Mechanism of corticotropin-releasing factor type I receptor regulation by nonpeptide antagonists.

Article Details


Hoare SR, Sullivan SK, Ling N, Crowe PD, Grigoriadis DE

Mechanism of corticotropin-releasing factor type I receptor regulation by nonpeptide antagonists.

Mol Pharmacol. 2003 Mar;63(3):751-65.

PubMed ID
12606786 [ View in PubMed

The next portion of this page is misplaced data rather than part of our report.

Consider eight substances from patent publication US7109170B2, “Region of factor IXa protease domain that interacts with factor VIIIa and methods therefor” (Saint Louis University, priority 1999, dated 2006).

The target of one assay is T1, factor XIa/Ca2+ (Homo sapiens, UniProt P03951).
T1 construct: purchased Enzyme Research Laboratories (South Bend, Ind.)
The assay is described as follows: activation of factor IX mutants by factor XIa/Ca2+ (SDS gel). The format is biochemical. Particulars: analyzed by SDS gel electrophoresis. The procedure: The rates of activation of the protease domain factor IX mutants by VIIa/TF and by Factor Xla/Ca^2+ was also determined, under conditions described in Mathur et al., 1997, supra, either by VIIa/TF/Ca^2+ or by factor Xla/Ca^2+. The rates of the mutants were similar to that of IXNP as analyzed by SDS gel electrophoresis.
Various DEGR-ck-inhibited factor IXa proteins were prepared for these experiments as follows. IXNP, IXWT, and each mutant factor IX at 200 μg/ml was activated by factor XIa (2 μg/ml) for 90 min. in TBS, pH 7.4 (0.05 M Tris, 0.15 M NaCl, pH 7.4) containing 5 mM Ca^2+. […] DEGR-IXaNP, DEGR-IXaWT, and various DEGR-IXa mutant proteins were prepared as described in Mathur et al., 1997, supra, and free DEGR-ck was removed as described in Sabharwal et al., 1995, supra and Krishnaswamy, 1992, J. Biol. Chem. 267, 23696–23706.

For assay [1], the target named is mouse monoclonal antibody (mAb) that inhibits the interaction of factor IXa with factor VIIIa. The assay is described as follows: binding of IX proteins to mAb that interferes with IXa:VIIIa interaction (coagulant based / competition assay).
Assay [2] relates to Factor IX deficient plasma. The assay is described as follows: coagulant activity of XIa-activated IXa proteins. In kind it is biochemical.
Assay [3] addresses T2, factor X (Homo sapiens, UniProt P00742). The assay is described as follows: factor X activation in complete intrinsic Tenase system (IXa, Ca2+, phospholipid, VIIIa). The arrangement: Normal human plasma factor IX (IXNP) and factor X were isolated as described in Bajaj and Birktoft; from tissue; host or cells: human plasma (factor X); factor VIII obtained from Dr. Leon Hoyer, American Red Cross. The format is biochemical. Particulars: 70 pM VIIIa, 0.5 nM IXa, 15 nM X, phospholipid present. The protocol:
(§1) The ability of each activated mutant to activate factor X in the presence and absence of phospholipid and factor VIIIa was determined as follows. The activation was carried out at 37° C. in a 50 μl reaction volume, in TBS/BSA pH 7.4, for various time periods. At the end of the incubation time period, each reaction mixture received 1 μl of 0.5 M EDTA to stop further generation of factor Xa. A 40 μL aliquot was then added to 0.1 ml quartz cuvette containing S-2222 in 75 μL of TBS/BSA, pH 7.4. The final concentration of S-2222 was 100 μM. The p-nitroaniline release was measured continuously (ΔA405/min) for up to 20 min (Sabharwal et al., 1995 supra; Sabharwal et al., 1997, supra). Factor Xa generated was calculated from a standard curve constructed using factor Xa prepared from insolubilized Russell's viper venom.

Mechanisms of nonpeptide ligand action at family B G protein-coupled receptors are largely unexplored. Here, we evaluated corticotropin-releasing factor 1 (CRF(1)) receptor regulation by nonpeptide antagonists. The antagonist mechanism was investigated at the G protein-coupled (RG) and uncoupled (R) states of the receptor in membranes from Ltk(-) cells expressing the cloned human CRF(1) receptor. R was detected with the antagonist (125)I-astressin with 30 microM guanosine 5'-O-(3-thiotriphosphate present, and RG detected using (125)I-sauvagine. At the R state, nonpeptide antagonists antalarmin, NBI 27914, NBI 35965, and DMP-696 only partially inhibited (125)I-astressin binding (22-32% maximal inhibition). NBI 35965 accelerated (125)I-astressin dissociation and only partially increased the IC(50) value of unlabeled sauvagine, CRF, and urocortin for displacing (125)I-astressin binding (by 4.0-7.1-fold). Reciprocal effects at the R state were demonstrated using [(3)H]NBI 35965: agonist peptides only partially inhibited binding (by 13-40%) and accelerated [(3)H]NBI 35965 dissociation. These data are quantitatively consistent with nonpeptide antagonist and peptide ligand binding spatially distinct sites, with mutual, weak negative cooperativity (allosteric inhibition) between their binding. At the RG state the compounds near fully inhibited (125)I-sauvagine binding at low radioligand concentrations (79-94 pM). NBI 35965 did not completely inhibit (125)I-sauvagine binding at high radioligand concentrations (82 +/- 1%, 1.3-2.1 nM) and slowed dissociation of (125)I-sauvagine and (125)I-CRF. The antagonist effect at RG is consistent with either strong allosteric inhibition or competitive inhibition at one of the peptide agonist binding sites. These findings demonstrate a novel effect of R-G interaction on the inhibitory activity of nonpeptide antagonists: Although the compounds are weak inhibitors of peptide binding to the R state, they strongly inhibit peptide agonist binding to RG. Strong inhibition at RG explains the antagonist properties of the compounds.

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